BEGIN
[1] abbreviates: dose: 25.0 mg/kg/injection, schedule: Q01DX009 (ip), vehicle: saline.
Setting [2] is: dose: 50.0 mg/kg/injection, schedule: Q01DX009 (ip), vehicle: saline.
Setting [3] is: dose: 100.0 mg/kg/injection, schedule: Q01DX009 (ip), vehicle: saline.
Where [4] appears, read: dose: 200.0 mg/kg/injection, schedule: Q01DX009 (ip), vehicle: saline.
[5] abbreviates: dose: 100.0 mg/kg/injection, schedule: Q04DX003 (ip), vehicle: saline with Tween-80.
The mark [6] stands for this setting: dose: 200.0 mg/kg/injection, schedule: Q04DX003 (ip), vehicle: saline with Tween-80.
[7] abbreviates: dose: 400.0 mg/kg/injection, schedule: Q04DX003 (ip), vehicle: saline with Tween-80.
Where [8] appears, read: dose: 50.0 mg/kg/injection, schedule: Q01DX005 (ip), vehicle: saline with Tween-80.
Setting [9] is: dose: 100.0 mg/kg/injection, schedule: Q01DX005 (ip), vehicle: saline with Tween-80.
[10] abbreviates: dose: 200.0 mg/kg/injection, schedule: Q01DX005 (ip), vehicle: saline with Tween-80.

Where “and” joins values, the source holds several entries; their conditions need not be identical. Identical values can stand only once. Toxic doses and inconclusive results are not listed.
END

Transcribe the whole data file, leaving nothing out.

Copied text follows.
[1] abbreviates: dose: 25.0 mg/kg/injection, schedule: Q01DX009 (ip), vehicle: saline.
Setting [2] is: dose: 50.0 mg/kg/injection, schedule: Q01DX009 (ip), vehicle: saline.
Setting [3] is: dose: 100.0 mg/kg/injection, schedule: Q01DX009 (ip), vehicle: saline.
Where [4] appears, read: dose: 200.0 mg/kg/injection, schedule: Q01DX009 (ip), vehicle: saline.
[5] abbreviates: dose: 100.0 mg/kg/injection, schedule: Q04DX003 (ip), vehicle: saline with Tween-80.
The mark [6] stands for this setting: dose: 200.0 mg/kg/injection, schedule: Q04DX003 (ip), vehicle: saline with Tween-80.
[7] abbreviates: dose: 400.0 mg/kg/injection, schedule: Q04DX003 (ip), vehicle: saline with Tween-80.
Where [8] appears, read: dose: 50.0 mg/kg/injection, schedule: Q01DX005 (ip), vehicle: saline with Tween-80.
Setting [9] is: dose: 100.0 mg/kg/injection, schedule: Q01DX005 (ip), vehicle: saline with Tween-80.
[10] abbreviates: dose: 200.0 mg/kg/injection, schedule: Q01DX005 (ip), vehicle: saline with Tween-80.

Where “and” joins values, the source holds several entries; their conditions need not be identical. Identical values can stand only once. Toxic doses and inconclusive results are not listed.